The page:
Welcome to Curbed's new weekly round-up of architecture and design on Twitter, Instagram, Facebook, and (god forbid) even LinkedIn. Collected from retweets, intra-office chats, and, well, anything that sent us into a 140-character tizzy, this is what Curbed editors actually read last week. Please be in touch if you have a recommendation for next week.
All-around astute built-environment observer, expert Instagrammer (with the 38K following to prove it), and Curbed critic Alexandra Lange has been dispatching the loveliest photo missives from her time in Fire Island, New York, over the last few days—and she wrote about it for us! Works by Horace Gifford, Don Page, Andrew Geller, and more have all been on offer. And if you like house numbers (yes, house numbers) there's something in her feed for you, too.
Okay, this one's a bit of a thicket so just bear with us. According to CultureGrrl—the arts blog run by NYC-based writer Lee Rosenbaum—(a couple o' rabblerousin') journalists in D.C. are peeved that the director of the Hirshhorn Museum and Sculpture Garden, Melissa Chiu, will be holding the institution's 40th-anniversary gala in New York, and not in the nation's capital. The reason Chiu has incited the ire of Washington Post art and architecture critic Philip Kennicott and design writer Kriston Capps, Rosenbaum notes, is a perceived snub of the local arts community. But Rosenbaum argues that the Hirshhorn's fundraising needs as a national institution necessitate the gala's move to New York, where there is simply a greater wealth of, well, funds to be raised. Rosenbaum also takes umbrage at some of the arguably misogynist language in the piece—Capps calls a previous gala held to welcome Chiu to her position at the Hirshhorn a "debutante ball." We have to say, we see Rosenbaum's point.
We don't use this space often enough to talk about Tumblr. At all. Our newly-minted Engagement Editor, Mercedes Kraus, is here to help, and sent along this Tumblr, Supreme Interiors (fka drydockshop), which features delightfully retro interiors. (Think sunken living rooms, heavy, patterned drapes, and velvet. So, heaven. Think heaven.) Follow it at drydockshop!
Keep your eyes peeled for our new piece on the #BassamFellows Journal, which celebrates glass blocks/bricks - a rather maligned and misunderstood material making a huge comeback. In anticipation of a November visit to Paris' Maison de Verre (house of glass) we are rediscovering some of the best projects to employ this captivating material. Pictured is Renzo Piano's majestic Hermés Maison in Tokyo, a soaring space designed to glow like a Japanese latern when night falls. #renzopiano #glassblocks #comeback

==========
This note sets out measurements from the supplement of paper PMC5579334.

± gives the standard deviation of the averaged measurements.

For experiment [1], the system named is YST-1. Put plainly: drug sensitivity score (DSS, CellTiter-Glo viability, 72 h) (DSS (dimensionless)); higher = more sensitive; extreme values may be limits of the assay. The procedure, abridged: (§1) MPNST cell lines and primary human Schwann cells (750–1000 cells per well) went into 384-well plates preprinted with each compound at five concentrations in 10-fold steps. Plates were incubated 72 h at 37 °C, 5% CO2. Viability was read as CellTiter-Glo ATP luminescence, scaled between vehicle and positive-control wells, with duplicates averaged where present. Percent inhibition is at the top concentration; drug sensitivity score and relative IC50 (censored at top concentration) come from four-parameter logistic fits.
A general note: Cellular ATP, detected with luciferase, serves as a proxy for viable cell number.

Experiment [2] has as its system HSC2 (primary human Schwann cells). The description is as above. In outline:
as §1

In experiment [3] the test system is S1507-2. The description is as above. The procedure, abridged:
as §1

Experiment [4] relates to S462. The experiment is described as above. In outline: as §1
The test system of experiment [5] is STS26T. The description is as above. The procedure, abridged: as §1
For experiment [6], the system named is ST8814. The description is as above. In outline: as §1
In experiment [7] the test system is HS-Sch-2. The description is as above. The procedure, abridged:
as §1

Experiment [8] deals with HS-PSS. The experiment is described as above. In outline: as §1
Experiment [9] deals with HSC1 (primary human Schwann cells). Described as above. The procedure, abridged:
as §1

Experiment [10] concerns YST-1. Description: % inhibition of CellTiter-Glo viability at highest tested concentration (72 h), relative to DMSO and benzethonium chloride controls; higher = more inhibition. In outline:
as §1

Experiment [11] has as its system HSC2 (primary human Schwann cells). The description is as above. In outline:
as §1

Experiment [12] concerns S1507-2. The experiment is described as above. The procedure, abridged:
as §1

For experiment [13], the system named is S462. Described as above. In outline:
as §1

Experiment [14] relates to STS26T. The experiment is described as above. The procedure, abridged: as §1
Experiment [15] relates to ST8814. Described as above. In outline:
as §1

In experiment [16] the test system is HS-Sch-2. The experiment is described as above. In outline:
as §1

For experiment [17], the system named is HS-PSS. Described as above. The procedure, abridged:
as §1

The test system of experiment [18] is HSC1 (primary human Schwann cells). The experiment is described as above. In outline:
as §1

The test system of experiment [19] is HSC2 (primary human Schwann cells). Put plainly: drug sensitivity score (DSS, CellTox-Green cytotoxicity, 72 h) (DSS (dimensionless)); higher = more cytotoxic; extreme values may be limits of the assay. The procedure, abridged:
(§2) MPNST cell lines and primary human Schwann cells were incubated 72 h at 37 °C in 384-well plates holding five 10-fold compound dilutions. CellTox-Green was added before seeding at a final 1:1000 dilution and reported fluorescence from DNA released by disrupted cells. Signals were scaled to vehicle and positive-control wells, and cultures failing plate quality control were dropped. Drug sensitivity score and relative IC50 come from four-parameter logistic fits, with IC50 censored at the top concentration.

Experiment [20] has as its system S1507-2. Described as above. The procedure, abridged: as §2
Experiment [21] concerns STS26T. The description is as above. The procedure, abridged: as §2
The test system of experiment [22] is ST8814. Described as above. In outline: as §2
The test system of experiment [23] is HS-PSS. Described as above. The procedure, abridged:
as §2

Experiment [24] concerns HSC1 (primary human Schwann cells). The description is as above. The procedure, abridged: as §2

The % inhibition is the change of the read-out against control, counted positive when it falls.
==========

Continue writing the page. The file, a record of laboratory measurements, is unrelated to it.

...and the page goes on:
Glass bricks aren't necessarily glamorized with the same fervor as, say, wood paneling, or anything and everything marble, but Bassam Fellows is here to change that. Touting an upcoming edition of its BassamFellows Journal, the lifestyle brand unleashed this 'gram of backlit glass bricks doing what glass bricks do so well.
Do you know Dusen Dusen? Founded by Ellen Van Dusen, the self-described "line of universally flattering basics" (this is real talk we can endorse, though) is soon adding home goods. We, especially this editor, are elated. Here's a 'lil preview from Dusen Dusen's stellar Instagram feed.
Too much hustling and selfie-stick selling in front of Eiffel Tower. Should knock it down. pic.twitter.com/7V8jCsD9tZ— Nicole Gelinas (@nicolegelinas) August 23, 2015
New York City mayor Bill de Blasio lost some progressive street cred (literally) when he proposed ripping up the newly built pedestrian plazas in Times Square (completed as part of a master plan spearheaded by Snøhetta) to address the influx of topless women posing with tourists and passersby for tips. This is a very bad idea and reveals a fundamental lack of understanding when it comes to how urban spaces operate. It also seems to run counter to De Blasio's plan to reduce traffic-related pedestrian deaths in the city. Unsurprisingly, the mayor's plan has earned the ire of the Internets, and the tweets decrying and lampooning his idea poured in through the weekend. There were some serious gems, like the above. New York magazine architecture (and classical music!) critic Justin Davidson and New York Times art and architecture critic Michael Kimmelman each weighed in on the De Blasio/Times Square drama with blistering critiques of his plan. They're worth your time.
And last, but not least, an "ahhhh" moment: Chicago-based jet-setter and photographer Paul Octavious has been in Thailand for the last week or so, Instagramming some of the most enviably relaxing-looking photos. Here's one over which to drool.
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